Lancaster Colony Corporation (LANC)
F4Q09 (Qtr End 06/30/09) Earnings Call
August 20, 2009 10:00 am ET
Earle Brown - IR
Jay Gerlach - Chairman and CEO
John Boylan - Vice President, Treasurer and CFO
Sarah Lester - Sidoti & Company
Mitchell Pinheiro - Janney Montgomery
Greg Halter - Great Lakes Review
Chris Brown - Aristides Capital
David Leibowitz - Horizon Asset Management
Previous Statements by LANC
» Lancaster Colony Corporation F3Q09 (Qtr End 03/31/09) Earnings Call Transcript
» Lancaster Colony F2Q09(Qtr End 12/31/08) Earnings Call Transcript
» Lancaster Colony Corporation F1Q09 (Qtr End 9/30/08) Earnings Call Transcript
Conducting today’s call will be Jay Gerlach, Lancaster Colony Chairman and CEO, and John Boylan, Vice President, Treasurer and CFO. All lines have been placed on mute to prevent any background noise. After the speakers’ remarks, there will be a question and answer period. (Operator Instructions).
Thank you. And now to begin your conference, here is Earle Brown, Lancaster Colony Investor Relations.
Good morning. Let me also say thank you for joining us today for the Lancaster Colony fiscal year and fourth quarter 2009 conference call. Now please bear with me while we take care of a few details.
As with other presentations of this type, today’s discussion by Jay Gerlach, Chairman and CEO, and John Boylan, Vice President, Treasurer and CFO, will contain forward-looking statements of what may happen in the future, including statements relating to Lancaster Colony’s sales prospects, growth rates, expected future levels of profitability, as well as the extent of share repurchases and business acquisitions to be made by the company. These forward-looking statements are based on numerous assumptions and are subject to uncertainties and risks. Accordingly investors are cautioned not to place undue reliance on such statements.
Factors that might cause Lancaster’s results to differ materially from forward-looking statements include, but are not limited to risk relating to the economy, competitive challenges, changes in raw materials costs, the success of new product introductions, the effect of any restructurings, and other factors as are discussed from time to time in more detail in the company’s filings with the SEC, including Lancaster Colony’s report on Form 10-K. Please know that the cautionary statements contained in the Safe Harbor paragraph of today’s news release also apply to this conference call.
Now, here is Jay Gerlach. Jay?
Good morning. We’re pleased to report today a strong fourth quarter finish to our 2009 fiscal year with sales up over 7% including increases from both segments of our business and good overall operating margins of 17%. We were able to report earnings per share of $1.01. For the year, sales growth was over 7% driven by 12% growth in specialty foods and offset by a decline in Glassware and Candles.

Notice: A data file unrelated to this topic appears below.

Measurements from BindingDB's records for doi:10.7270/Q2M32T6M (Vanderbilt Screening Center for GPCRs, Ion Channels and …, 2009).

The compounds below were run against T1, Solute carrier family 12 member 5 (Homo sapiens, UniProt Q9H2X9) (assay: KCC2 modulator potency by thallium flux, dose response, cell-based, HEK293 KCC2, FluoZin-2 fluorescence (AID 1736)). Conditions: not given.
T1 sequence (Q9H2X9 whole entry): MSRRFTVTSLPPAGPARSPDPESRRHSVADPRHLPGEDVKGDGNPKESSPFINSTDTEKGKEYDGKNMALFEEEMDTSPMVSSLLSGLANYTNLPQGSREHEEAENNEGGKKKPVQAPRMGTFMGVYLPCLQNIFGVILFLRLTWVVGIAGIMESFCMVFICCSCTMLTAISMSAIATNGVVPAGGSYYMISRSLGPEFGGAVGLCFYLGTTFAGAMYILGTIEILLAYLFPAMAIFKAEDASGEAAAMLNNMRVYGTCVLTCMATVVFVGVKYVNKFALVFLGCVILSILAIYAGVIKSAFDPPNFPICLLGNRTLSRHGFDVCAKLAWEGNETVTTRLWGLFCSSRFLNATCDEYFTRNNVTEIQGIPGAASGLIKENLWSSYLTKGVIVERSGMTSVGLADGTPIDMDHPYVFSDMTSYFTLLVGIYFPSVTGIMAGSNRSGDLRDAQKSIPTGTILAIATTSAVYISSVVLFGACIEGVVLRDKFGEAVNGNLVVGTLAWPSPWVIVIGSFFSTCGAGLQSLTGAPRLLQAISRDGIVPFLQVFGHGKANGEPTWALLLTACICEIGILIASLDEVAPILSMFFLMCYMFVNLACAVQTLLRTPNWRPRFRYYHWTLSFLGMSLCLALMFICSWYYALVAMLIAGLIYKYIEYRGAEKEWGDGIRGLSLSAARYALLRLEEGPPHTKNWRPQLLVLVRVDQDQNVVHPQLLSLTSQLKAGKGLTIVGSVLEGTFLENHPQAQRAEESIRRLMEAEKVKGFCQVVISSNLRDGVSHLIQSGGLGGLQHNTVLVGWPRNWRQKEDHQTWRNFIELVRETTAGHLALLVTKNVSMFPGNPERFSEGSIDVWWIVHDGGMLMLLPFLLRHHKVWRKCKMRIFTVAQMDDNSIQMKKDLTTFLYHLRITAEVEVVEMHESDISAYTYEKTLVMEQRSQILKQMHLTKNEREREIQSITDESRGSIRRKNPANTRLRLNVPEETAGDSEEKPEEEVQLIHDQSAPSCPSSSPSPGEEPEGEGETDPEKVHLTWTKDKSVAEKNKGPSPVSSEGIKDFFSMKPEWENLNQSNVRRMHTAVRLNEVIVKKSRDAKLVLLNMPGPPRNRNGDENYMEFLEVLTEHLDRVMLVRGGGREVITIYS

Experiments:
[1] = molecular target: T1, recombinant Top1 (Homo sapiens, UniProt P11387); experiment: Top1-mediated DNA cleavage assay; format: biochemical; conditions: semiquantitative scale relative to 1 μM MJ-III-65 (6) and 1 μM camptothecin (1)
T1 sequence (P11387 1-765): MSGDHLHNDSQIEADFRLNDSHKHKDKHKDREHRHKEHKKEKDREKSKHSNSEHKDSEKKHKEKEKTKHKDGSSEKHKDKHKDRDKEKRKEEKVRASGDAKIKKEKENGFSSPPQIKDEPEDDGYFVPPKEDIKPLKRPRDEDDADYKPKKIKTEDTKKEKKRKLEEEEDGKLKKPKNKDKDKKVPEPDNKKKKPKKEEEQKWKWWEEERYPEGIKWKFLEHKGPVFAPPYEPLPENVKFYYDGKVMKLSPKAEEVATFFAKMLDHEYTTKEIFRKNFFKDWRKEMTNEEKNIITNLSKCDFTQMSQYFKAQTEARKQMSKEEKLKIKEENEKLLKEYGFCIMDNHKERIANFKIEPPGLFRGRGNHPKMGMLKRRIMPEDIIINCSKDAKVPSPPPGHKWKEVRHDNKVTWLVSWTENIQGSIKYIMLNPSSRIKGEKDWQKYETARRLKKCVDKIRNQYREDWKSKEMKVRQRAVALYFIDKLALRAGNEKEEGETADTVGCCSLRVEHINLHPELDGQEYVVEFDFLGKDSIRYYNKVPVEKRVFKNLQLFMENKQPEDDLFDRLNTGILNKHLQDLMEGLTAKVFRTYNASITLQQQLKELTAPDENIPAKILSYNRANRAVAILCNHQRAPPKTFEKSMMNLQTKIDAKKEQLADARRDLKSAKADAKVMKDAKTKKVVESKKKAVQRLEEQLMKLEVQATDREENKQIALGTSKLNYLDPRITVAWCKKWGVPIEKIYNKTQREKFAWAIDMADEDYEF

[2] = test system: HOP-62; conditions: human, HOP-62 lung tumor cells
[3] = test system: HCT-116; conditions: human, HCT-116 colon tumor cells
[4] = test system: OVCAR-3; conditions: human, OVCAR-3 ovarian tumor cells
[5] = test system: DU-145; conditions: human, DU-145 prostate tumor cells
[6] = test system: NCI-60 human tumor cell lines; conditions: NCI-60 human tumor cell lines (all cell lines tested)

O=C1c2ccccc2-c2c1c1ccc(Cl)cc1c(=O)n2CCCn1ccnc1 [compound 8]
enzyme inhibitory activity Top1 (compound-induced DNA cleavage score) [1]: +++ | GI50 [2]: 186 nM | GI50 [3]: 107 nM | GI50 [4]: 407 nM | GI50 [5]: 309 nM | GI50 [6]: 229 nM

Operating margin for the year was over 12% and EPS reached $3.18 per share. Shares repurchased during the year totaled 496,000 for 16.9 million, and we paid $31.9 million in dividends. While approximately 500,000 shares remain authorized for repurchase, we are not presently buying and have not repurchased shares since October of 2008.
Capital expenditures for the year totaled 11.3 million, our lowest amount in years as fourth quarter expenditures were only $2.4 million. We have been cautious in our use of capital in these uncertain times feeling a strong balance sheet is appropriate.
The fourth quarter saw over 7% sales growth from our specialty food segment with about one-third from pricing and two-thirds from volume and mix, good performance from our New York brand and Sister Schubert’s frozen breads, our Texas Toast croutons and the Marzetti refrigerated salad dressings, all contributed to that growth.
Our food service channel was challenged by slower demand as restaurant sales have weakened in some lower prices as commodity costs have fallen. The consumer is definitely eating at home more.
Operating margin showed further impact of lower material costs, good operations, favorable sales mix, and lower freight costs.
Candle sales increased modestly in a non-seasonal quarter, and our reduced operating loss in the segment was less than $1 million reflecting the benefits of an improving mix in higher pricing, although results were hurt by reduced plant utilization and unfavorable wax cost.
Let me ask John to make a few comments at this point.
Thank you, Jay. I’ll briefly cover several matters this morning regarding our June 30 balance sheet and fiscal 2009 cash flows. Let’s begin by taking a look at several of our major year end balance sheet components.
Accounts receivable at June 30, totaled $61.2 million, which is an increase of about $2 million from a year ago. This growth primarily reflects the sales driven increase in candle related receivables.
All in all, despite the obvious increase in macroeconomic financial challenges this past year, our account receivable ageings remained in reasonably good shape and were fairly comparable to year ago levels.
Turning to the largest component of our working capital, inventories, we saw at June 30 total of $102.5 million that reflected a mark year-over-year decrease of over $17 million or 15%. Most of this decline was derived from lower candle inventories reflecting the particular focus we’ve had on these quantities over the last couple of years. As a result of this effort, we believe we have modified certain of our production processes to help keep these levels in better balance in the future.
Moving on, other current assets declined by roughly $14 million, reflecting a lower tax balance due us this year. Also, while on the subject of taxes, I’d note that our fourth quarter’s provision for taxes reflected a pre-tax credit of approximately $600,000 related to the settlement of the state and the local tax position.